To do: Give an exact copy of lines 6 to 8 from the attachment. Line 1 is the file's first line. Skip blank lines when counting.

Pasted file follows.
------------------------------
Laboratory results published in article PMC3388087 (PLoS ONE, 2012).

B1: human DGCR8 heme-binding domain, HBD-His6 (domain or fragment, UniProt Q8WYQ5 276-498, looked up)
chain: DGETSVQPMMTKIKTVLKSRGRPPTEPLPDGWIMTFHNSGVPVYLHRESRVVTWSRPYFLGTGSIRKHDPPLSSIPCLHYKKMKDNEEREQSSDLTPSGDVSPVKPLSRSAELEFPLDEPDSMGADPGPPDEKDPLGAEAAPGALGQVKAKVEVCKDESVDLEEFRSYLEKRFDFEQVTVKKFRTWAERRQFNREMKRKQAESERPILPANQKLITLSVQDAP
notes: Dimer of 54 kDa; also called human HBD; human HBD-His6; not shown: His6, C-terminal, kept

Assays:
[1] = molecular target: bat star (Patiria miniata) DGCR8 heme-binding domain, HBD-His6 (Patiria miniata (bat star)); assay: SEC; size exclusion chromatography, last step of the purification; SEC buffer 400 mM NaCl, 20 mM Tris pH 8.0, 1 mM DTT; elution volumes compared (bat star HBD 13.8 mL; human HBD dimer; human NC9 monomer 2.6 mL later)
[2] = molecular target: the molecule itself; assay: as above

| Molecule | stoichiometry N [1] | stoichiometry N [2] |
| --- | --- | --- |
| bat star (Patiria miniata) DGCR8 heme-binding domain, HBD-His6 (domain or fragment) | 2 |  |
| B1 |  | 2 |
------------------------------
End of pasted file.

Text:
[1] = molecular target: bat star (Patiria miniata) DGCR8 heme-binding domain, HBD-His6 (Patiria miniata (bat star)); assay: SEC; size exclusion chromatography, last step of the purification; SEC buffer 400 mM NaCl, 20 mM Tris pH 8.0, 1 mM DTT; elution volumes compared (bat star HBD 13.8 mL; human HBD dimer; human NC9 monomer 2.6 mL later)
[2] = molecular target: the molecule itself; assay: as above

| Molecule | stoichiometry N [1] | stoichiometry N [2] |